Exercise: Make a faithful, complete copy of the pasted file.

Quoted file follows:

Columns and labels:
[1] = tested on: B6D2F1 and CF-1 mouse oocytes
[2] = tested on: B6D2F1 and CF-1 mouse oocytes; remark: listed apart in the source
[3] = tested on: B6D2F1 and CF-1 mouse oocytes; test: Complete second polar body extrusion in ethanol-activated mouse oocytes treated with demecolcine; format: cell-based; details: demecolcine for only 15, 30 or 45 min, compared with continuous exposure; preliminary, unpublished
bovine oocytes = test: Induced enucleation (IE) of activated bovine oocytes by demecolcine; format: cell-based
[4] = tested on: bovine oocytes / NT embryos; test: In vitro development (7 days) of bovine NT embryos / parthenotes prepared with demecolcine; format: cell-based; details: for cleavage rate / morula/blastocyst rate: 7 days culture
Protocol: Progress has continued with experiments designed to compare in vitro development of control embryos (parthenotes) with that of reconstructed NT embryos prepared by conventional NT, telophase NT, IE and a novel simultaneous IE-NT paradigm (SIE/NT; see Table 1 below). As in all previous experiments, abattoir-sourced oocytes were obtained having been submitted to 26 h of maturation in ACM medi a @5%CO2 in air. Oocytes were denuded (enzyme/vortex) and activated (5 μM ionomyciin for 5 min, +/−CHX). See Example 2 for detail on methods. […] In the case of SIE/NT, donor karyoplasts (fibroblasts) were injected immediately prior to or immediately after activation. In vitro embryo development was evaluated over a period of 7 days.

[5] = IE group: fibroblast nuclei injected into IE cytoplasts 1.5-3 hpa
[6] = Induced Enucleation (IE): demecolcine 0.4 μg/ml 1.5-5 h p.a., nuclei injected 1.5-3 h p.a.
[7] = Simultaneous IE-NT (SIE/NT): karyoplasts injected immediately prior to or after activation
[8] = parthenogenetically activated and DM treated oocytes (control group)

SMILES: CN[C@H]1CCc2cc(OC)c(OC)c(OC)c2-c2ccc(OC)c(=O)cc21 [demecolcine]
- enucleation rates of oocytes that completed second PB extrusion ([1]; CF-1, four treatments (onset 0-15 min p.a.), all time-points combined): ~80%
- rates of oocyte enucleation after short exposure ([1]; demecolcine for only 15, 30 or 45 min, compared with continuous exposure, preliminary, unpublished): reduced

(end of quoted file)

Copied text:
Columns and labels:
[1] = tested on: B6D2F1 and CF-1 mouse oocytes
[2] = tested on: B6D2F1 and CF-1 mouse oocytes; remark: listed apart in the source
[3] = tested on: B6D2F1 and CF-1 mouse oocytes; test: Complete second polar body extrusion in ethanol-activated mouse oocytes treated with demecolcine; format: cell-based; details: demecolcine for only 15, 30 or 45 min, compared with continuous exposure; preliminary, unpublished
bovine oocytes = test: Induced enucleation (IE) of activated bovine oocytes by demecolcine; format: cell-based
[4] = tested on: bovine oocytes / NT embryos; test: In vitro development (7 days) of bovine NT embryos / parthenotes prepared with demecolcine; format: cell-based; details: for cleavage rate / morula/blastocyst rate: 7 days culture
Protocol: Progress has continued with experiments designed to compare in vitro development of control embryos (parthenotes) with that of reconstructed NT embryos prepared by conventional NT, telophase NT, IE and a novel simultaneous IE-NT paradigm (SIE/NT; see Table 1 below). As in all previous experiments, abattoir-sourced oocytes were obtained having been submitted to 26 h of maturation in ACM medi a @5%CO2 in air. Oocytes were denuded (enzyme/vortex) and activated (5 μM ionomyciin for 5 min, +/−CHX). See Example 2 for detail on methods. […] In the case of SIE/NT, donor karyoplasts (fibroblasts) were injected immediately prior to or immediately after activation. In vitro embryo development was evaluated over a period of 7 days.

[5] = IE group: fibroblast nuclei injected into IE cytoplasts 1.5-3 hpa
[6] = Induced Enucleation (IE): demecolcine 0.4 μg/ml 1.5-5 h p.a., nuclei injected 1.5-3 h p.a.
[7] = Simultaneous IE-NT (SIE/NT): karyoplasts injected immediately prior to or after activation
[8] = parthenogenetically activated and DM treated oocytes (control group)

SMILES: CN[C@H]1CCc2cc(OC)c(OC)c(OC)c2-c2ccc(OC)c(=O)cc21 [demecolcine]
- enucleation rates of oocytes that completed second PB extrusion ([1]; CF-1, four treatments (onset 0-15 min p.a.), all time-points combined): ~80%
- rates of oocyte enucleation after short exposure ([1]; demecolcine for only 15, 30 or 45 min, compared with continuous exposure, preliminary, unpublished): reduced